Use of DSM-5 to assess for the presence of a mental disorder by nonclinical, nonmedical, or otherwise insufficiently trained individuals is not advised.  It is also important to note that the DSM-5 does not provide treatment guidelines for any given disorder.

The use of DSM-5 should be informed by an awareness of the risks and limitations of its use in forensic settings. When DSM-5 categories, criteria, and textual descriptions are employed for forensic purposes, there is a risk that diagnostic information will be misused or misunderstood. In most situations, the clinical diagnosis of a DSM-5 mental disorder such as intellectual disability (intellectual development disorder), schizophrenia, major neurocognitive disorder, gambling disorder, or paedophilic disorder does not imply that an individual with such a condition meets the legal criteria for the presence of a mental disorder or a specified legal standard (e.g. for competence, criminal responsibility, or disability). Additional information is usually required beyond that contained in the DSM-5 diagnosis, which might include information about the individual’s functional impairments and how these impairments affect the particular abilities in question.

Recommendations

  • While diagnostic manuals are an important tool, psychiatrists should be aware of the limitations of use. 
  • Individual psychiatrists should use their appropriate clinical and professional knowledge to determine diagnosis of mental disorders. While diagnostic manuals can be used as tools to assist in diagnosis, there is no requirement to use such tools or form a diagnosis based on them. 
  • In legal settings, diagnostic manuals should be used with caution, if at all, with regard to their limitations and the fact that inclusion of a diagnostic category does not imply that the condition meets legal or other nonmedical criteria for what constitutes a mental disorder.
  • Only those who have received specialised training and possess sufficient experience are qualified to diagnose and treat mental illnesses. Non-clinicians can consult diagnostic manuals to obtain information, rather than make diagnoses.
  • Diagnostic manuals reflect a current consensus at a point in time and should be updated within appropriate timeframes based on scientific progress and experience with the use of the manuals.

 

Responsible committee: Practice, Policy and Partnerships Committee

  1. Royal Australian and New Zealand College of Psychiatrists. Position Statement 80. The role of the Psychiatrist in Australia and New Zealand. 2013. Available at: https://www.ranzcp.org/news-policy/policy-and-advocacy/position-statements/role-of-psychiatrist-in-australia-and-new-zealand
     
  2. Royal Australian and New Zealand College of Psychiatrists. Formuation guidelines for trainees.  Available at: https://www.ranzcp.org/files/prefellowship/2012-fellowship-program/oca-formulation-guidelines.aspx
     
  3. American Psychiatric Association.Diagnostic and Statistical Manual of Mental Disorders (5th edition) Washington DC, USA: APA. 2013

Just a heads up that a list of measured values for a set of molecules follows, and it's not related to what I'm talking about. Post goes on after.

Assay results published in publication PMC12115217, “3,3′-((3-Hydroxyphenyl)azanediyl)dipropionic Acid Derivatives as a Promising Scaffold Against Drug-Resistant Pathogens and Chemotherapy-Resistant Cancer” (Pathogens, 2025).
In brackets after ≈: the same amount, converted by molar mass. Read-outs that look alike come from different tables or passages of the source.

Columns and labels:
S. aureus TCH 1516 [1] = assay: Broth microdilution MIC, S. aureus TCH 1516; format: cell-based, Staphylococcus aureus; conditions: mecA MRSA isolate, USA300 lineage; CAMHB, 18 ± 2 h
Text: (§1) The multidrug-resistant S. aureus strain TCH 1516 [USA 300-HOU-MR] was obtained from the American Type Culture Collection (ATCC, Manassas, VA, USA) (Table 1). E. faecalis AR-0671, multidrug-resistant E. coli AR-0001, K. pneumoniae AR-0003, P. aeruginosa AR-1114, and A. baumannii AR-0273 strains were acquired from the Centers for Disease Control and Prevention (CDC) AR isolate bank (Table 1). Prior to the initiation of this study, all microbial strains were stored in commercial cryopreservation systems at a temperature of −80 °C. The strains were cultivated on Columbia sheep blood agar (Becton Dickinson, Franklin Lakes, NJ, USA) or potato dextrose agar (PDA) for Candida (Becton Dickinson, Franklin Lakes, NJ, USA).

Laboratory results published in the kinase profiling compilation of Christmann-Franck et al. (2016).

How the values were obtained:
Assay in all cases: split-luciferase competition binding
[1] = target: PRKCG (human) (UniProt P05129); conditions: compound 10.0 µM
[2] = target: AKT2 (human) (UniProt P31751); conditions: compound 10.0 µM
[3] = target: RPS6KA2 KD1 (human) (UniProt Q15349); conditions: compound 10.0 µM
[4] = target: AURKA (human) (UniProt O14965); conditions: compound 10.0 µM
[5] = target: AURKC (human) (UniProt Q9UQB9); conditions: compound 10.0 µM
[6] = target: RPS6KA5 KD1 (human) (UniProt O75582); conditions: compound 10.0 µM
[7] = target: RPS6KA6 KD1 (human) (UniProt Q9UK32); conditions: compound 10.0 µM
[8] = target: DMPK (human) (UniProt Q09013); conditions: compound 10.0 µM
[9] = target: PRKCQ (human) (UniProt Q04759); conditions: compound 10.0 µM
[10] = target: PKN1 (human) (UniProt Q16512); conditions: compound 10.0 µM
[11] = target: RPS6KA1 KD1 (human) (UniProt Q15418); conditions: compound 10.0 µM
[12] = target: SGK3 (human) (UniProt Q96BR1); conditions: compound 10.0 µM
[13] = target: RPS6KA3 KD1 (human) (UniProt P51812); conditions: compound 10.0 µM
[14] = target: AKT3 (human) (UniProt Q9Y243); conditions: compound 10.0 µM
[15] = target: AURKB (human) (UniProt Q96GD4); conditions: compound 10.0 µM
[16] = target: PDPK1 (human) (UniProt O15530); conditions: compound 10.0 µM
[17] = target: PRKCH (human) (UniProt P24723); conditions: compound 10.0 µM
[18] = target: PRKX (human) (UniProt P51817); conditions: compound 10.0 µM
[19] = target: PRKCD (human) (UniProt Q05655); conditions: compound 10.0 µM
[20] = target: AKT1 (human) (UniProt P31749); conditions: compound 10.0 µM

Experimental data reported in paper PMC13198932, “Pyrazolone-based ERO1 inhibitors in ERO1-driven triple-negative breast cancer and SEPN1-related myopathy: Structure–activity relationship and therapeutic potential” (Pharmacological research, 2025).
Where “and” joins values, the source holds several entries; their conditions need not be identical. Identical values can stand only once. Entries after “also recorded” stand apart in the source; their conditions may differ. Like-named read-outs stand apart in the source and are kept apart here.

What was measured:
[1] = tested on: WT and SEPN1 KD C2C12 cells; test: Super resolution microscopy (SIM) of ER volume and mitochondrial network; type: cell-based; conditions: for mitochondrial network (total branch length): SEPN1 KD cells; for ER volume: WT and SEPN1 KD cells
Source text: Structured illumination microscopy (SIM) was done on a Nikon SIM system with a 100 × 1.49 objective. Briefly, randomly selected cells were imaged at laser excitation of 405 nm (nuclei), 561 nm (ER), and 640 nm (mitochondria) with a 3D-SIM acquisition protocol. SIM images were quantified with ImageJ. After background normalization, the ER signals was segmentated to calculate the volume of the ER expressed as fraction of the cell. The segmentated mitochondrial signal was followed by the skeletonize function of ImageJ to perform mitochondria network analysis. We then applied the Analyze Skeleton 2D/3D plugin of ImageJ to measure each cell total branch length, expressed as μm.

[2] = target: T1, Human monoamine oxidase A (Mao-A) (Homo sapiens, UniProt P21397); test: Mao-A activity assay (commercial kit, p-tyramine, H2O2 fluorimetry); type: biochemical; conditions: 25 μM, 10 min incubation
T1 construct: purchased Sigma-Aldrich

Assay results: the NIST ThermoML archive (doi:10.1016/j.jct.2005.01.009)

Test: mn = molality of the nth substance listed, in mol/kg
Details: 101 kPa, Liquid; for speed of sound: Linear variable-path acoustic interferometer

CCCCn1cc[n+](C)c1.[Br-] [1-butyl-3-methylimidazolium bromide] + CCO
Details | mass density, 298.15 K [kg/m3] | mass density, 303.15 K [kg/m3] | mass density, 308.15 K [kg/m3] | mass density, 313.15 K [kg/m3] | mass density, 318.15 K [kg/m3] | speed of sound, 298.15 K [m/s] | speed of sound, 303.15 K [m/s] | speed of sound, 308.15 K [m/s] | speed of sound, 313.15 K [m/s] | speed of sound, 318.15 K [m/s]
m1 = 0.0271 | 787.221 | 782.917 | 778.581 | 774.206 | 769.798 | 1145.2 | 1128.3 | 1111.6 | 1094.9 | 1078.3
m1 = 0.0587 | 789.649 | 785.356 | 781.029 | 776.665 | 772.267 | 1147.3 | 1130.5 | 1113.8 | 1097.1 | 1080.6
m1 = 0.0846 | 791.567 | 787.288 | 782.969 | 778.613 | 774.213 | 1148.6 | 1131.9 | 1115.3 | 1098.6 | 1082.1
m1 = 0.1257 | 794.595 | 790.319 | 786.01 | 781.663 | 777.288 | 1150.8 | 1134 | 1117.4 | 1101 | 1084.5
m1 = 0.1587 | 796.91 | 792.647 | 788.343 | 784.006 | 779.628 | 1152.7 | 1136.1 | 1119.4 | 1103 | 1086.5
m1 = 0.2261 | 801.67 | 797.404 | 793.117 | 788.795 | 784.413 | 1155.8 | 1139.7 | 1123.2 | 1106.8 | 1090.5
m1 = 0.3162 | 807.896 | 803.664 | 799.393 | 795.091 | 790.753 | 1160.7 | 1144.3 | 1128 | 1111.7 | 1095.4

4. World Health Organization ICD-11 International Classification of Diseases 11th Revision. Geneva, Switzerland: WHO. 2018
     
  5. Adams, Y., Drew, N., Walker, R. Principles of practice in mental health assessment with Aboriginal Australians. In Dudgeon, P. Milroy, H. Walker, R. (Ed.), Working together: Aboriginal and Torres Strait Islander mental health and wellbeing principles and practice (2nd edition ed.,pp. 271-288 (chapter 16). Canberra: Department of The Prime Minister and Cabinet. 2014. Available at: https://ro.ecu.edu.au/ecuworkspost2013/711/
     
  6. Royal Australian and New Zealand College of Psychiatrists. Principles and guidelines for Aboriginal and Torres Strait Islander Mental Health. 2014. Available at: https://www.ranzcp.org/files/resources/college_statements/ethical_guidelines/eg11-aboriginal-and-torres-strait-islander-mh.aspx
     
  7. Royal Australian and New Zealand College of Psychiatrists. Māori Mental Health Resources. Available at: https://www.ranzcp.org/practice-education/maori-mental-health
     
  8. Best Practice Journal. Recognising and managing mental health problems in Māori. 2010. Available at: https://bpac.org.nz/BPJ/2010/June/mentalhealth.aspx
     
  9. Best Practice Journal. Māori mental health. Available at: https://bpac.org.nz/bpj/2008/june/maori.aspx.
     
  10. Australian Institute of Family Studies. Diagnosis in child mental health: Exploring the benefits, risks and alternatives. Canberra, Commonwealth of Australia. 2018. Available at: https://apo.org.au/sites/default/files/resource-files/2018-06/apo-nid182036.pdf
     
  11. Royal Australian and New Zealand College of Psychiatrists. National Disability Insurance Scheme: Information for psychiatrists. Available at: https://www.ranzcp.org/practice-education/guidelines-and-resources-for-practice/ndis-for-psychiatrists


Disclaimer: This information is intended to provide general guidance to practitioners, and should not be relied on as a substitute for proper assessment with respect to the merits of each case and the needs of the patient. The RANZCP endeavours to ensure that information is accurate and current at the time of preparation, but takes no responsibility for matters arising from changed circumstances, information or material that may have become subsequently available.